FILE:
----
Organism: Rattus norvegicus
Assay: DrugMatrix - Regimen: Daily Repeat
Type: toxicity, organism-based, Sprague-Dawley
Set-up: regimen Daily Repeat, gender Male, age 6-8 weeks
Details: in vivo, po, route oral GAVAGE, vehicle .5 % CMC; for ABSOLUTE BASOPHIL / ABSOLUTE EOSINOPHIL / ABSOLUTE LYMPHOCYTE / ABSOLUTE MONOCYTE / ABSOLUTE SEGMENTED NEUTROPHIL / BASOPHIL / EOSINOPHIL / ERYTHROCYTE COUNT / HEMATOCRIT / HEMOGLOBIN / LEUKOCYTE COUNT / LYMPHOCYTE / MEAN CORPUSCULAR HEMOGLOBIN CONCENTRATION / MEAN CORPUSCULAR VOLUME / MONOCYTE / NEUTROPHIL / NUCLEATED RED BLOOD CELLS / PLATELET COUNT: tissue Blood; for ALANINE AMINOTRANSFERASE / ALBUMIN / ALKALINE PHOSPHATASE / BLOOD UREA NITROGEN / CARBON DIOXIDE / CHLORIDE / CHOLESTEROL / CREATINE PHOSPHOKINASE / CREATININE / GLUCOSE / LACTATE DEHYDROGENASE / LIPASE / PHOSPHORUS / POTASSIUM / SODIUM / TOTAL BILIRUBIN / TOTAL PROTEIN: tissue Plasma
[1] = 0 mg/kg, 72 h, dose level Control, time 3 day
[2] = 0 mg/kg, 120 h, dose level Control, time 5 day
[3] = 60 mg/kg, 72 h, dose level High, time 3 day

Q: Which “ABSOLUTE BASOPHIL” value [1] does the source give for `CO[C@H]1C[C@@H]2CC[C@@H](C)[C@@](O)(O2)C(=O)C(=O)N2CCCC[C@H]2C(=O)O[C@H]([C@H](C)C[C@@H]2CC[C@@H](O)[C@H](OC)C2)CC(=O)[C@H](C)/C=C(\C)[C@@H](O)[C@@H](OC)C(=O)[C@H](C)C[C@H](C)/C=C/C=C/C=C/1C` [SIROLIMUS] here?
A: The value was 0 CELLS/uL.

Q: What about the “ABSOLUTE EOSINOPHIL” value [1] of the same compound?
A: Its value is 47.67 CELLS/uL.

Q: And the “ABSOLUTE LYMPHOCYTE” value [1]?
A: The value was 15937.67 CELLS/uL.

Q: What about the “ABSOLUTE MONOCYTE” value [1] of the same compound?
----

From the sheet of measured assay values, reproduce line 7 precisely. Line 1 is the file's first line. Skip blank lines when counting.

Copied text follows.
[2] = 0 mg/kg, 120 h, dose level Control, time 5 day